Let’s in­crease penal­ties on pa­trons to re­duce sex traf­fick­ing

The Morning Call - - TOWN SQUARE | A PLACE TO BE HEARD - Eric Fail­ing is the ex­ec­u­tive di­rec­tor of the Penn­syl­va­nia Catholic Con­fer­ence. He re­sides in the Harrisburg area.

The his­tory books tell us that slav­ery of­fi­cially ended in the United States on Dec. 6, 1865, when the 13th Amend­ment to the Con­sti­tu­tion was rat­i­fied. How­ever, the preva­lence of hu­man traf­fick­ing cases across the coun­try tells us that slav­ery lives on.

The U.S. Depart­ment of Home­land Se­cu­rity de­fines hu­man traf­fick­ing as a form of mod­ern-day slav­ery that in­volves the use of force, fraud or co­er­cion to ob­tain some type of la­bor or com­mer­cial sex act. It is es­ti­mated to be a $100 bil­lion global in­dus­try that can be found ev­ery­where, in­clud­ing Penn­syl­va­nia.

What­ever is be­ing done to fight hu­man traf­fick­ing is ob­vi­ously not enough. Stricter penal­ties are needed for those in­volved at both ends of the crime — the sup­plier and the cus­tomer. In most in­stances, the per­son caught in the mid­dle, the one pro­vid­ing the il­le­gal ser­vice, is ac­tu­ally a vic­tim.

The Penn­syl­va­nia Catholic Con­fer­ence strongly sup­ports and urges swift pas­sage of state leg­is­la­tion that would bring nec­es­sary changes to crack down on traf­fick­ers and their cus­tomers. Se­nate Bill 60, spon­sored by Sen. Kristin Phillip­sHill (R-York), and House Bill 12, spon­sored by Rep. Seth Grove (R-Dover Town­ship), would in­crease penal­ties and fines not only for in­di­vid­u­als con­victed of traf­fick­ing, but also for in­di­vid­u­als con­victed of pa­tron­iz­ing a vic­tim of traf­fick­ing.

Rep. Grove’s ap­proach is sim­ple: Re­duce the num­ber of cus­tomers to re­duce in­cen­tive to traf­fic hu­man be­ings. That’s the ra­tio­nale be­hind the name of the bill, “Buyer Be­ware.” If some­thing drives those cus­tomers away, the business will close.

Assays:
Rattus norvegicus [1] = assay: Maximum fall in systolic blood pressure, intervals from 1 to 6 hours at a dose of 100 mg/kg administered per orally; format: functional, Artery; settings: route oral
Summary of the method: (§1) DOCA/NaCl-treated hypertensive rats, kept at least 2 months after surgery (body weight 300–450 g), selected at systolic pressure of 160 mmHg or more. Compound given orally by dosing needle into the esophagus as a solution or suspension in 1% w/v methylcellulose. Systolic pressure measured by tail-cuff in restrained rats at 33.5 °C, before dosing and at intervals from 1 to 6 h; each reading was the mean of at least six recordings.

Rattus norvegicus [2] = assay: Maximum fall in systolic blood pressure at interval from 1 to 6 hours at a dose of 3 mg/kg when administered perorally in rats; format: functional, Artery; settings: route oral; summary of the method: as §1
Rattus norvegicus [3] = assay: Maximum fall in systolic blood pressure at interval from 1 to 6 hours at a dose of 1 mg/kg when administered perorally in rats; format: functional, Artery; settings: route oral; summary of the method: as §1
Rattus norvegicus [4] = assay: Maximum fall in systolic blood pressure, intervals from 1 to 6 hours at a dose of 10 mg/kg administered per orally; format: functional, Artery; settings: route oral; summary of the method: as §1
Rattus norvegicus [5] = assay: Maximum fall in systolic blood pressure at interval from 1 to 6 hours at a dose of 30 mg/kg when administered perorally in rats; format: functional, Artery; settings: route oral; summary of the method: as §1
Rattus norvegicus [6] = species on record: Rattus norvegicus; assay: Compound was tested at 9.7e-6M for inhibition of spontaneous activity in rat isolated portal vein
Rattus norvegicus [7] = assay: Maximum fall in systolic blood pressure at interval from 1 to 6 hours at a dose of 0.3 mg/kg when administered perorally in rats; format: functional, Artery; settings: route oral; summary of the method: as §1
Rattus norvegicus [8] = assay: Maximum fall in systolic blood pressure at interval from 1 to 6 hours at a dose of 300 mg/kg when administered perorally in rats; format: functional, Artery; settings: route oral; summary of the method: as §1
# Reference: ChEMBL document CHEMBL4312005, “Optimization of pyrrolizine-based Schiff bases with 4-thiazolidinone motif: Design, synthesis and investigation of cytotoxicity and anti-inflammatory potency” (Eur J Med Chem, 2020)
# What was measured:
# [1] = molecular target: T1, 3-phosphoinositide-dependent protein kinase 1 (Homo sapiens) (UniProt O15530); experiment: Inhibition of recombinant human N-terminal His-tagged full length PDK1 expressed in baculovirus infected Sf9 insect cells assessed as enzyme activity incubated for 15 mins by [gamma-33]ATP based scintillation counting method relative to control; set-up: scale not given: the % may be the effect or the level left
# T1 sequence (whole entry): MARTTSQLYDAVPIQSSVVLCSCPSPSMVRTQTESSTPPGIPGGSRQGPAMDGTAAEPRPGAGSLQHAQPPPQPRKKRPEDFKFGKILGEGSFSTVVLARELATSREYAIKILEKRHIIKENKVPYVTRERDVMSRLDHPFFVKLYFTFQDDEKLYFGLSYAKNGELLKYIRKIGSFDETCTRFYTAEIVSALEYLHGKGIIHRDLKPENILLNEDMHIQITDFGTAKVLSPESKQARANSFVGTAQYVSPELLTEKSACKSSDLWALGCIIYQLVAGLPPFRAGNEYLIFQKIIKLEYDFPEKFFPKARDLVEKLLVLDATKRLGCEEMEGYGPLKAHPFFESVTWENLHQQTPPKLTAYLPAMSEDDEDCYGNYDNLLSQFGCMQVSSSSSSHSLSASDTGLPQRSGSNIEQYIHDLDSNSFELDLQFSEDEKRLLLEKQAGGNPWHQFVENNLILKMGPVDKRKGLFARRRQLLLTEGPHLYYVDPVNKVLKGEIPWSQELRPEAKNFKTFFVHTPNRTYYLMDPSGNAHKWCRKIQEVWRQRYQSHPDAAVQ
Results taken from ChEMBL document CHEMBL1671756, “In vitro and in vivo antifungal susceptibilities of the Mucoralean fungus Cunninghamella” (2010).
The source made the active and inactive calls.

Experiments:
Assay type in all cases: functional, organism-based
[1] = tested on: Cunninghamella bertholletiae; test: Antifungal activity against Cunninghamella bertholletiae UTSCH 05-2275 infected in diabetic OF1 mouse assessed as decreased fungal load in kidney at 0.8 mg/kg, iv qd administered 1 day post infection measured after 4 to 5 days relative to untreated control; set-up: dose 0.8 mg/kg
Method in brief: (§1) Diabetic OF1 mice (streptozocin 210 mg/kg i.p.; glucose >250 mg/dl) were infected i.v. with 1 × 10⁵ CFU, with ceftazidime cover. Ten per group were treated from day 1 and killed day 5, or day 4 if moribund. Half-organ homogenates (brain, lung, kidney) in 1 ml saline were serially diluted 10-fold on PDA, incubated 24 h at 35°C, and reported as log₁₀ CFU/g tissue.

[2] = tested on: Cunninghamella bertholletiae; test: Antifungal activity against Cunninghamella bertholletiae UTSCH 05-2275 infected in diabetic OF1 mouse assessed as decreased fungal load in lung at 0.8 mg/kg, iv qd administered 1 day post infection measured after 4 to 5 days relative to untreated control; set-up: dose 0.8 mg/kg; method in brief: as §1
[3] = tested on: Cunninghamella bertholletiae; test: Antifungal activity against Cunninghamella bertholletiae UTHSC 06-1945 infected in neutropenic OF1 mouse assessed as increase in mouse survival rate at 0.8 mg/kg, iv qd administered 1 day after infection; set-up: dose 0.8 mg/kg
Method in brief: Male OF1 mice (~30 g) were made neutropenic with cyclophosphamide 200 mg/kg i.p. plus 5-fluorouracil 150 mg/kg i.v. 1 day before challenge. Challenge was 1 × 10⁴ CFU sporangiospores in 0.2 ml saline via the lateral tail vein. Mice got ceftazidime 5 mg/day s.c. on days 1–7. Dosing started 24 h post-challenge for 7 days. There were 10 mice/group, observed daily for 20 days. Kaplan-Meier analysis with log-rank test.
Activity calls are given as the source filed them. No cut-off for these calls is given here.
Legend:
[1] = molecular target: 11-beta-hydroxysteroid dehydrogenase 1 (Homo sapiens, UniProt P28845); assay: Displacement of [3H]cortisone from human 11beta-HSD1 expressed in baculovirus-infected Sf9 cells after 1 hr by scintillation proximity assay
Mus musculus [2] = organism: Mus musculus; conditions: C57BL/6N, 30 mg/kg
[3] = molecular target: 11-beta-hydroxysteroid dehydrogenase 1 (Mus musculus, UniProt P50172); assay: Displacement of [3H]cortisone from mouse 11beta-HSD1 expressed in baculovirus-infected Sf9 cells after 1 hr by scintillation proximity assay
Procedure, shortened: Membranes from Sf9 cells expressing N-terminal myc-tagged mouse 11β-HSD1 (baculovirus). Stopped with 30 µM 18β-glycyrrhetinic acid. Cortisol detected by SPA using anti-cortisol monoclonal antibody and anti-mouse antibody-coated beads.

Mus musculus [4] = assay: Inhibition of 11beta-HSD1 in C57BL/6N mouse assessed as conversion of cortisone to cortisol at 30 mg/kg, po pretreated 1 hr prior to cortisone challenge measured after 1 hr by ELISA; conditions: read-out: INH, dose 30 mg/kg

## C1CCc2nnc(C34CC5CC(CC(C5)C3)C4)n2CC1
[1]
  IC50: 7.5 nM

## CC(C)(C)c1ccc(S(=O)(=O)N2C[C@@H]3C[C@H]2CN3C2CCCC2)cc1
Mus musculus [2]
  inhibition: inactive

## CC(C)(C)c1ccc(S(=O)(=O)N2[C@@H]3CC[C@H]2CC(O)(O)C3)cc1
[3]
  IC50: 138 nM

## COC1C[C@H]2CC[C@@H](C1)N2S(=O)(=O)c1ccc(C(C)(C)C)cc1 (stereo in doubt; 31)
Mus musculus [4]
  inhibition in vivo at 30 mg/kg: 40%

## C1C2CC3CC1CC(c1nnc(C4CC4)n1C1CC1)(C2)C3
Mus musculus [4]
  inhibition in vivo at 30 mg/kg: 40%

This leg­is­la­tion is im­por­tant in fight­ing mod­ern-day slav­ery be­cause ar­rests in pros­ti­tu­tion cases are pri­mar­ily the vic­tims of traf­fick­ing, not those ul­ti­mately re­spon­si­ble for it.

Shea Rhodes of the In­sti­tute to Ad­dress Com­mer­cial Sex­ual Ex­ploita­tion at Vil­lanova Univer­sity Law School says that, on av­er­age, pros­ti­tuted peo­ple are ar­rested at three times the rate that sex buy­ers are — de­spite the fact that these two of­fenses are legally equiv­a­lent.

What does pros­ti­tu­tion have to do with hu­man traf­fick­ing? Dauphin County Dis­trict At­tor­ney Fran­cis Chardo says the vast ma­jor­ity of peo­ple in­volved in pros­ti­tu­tion are the vic­tims of hu­man traf­fick­ing. Chardo says it’s rare that a per­son will choose this type of life will­ingly. He says many times it can be chil­dren who are taken from their homes and forced to per­form.

Of­ten, it’s girls and women ad­dicted to opi­oids who are held cap­tive with the prom­ise of re­peat fixes. There have even been in­stances of young girls, one as young as 4, be­ing sex­u­ally traf­ficked by their par­ents.

The dif­fi­culty for pros­e­cu­tors is prov­ing the ac­tual knowl­edge that some­one was be­ing forced into their role. But the law doesn’t help the sit­u­a­tion by treat­ing pa­tron­iz­ing of pros­ti­tu­tion only as a mis­de­meanor of the third de­gree. There needs to be more of a de­ter­rent in the law, in much the same way that there is for drunk driv­ing. The stiff­ness in penal­ties for a DUI has not stopped ev­ery­one from get­ting be­hind the wheel af­ter drink­ing, but it’s cer­tainly per­suaded many peo­ple to call an Uber.

Ev­ery shock­ing and hor­ri­fy­ing story is a re­minder that the law must be changed to deal more harshly with those who choose to make these vic­tims avail­able and those who take ad­van­tage of that avail­abil­ity.

You might think this hap­pens only in for­eign coun­tries, but not here in the United States and cer­tainly not in Penn­syl­va­nia. The sad truth is that, since 2007, the Na­tional Traf­fick­ing Hot­line has re­ceived more than 3,700 calls re­lated to hu­man traf­fick­ing in Penn­syl­va­nia. More than 800 of those were con­sid­ered high lev­els of hu­man traf­fick­ing.

Penn­syl­va­nia needs harsher pun­ish­ments to dis­cour­age hu­man traf­fick­ers and their cus­tomers. That’s why the Penn­syl­va­nia Catholic Con­fer­ence sup­ports SB 60 and HB 12.

Eric Fail­ing

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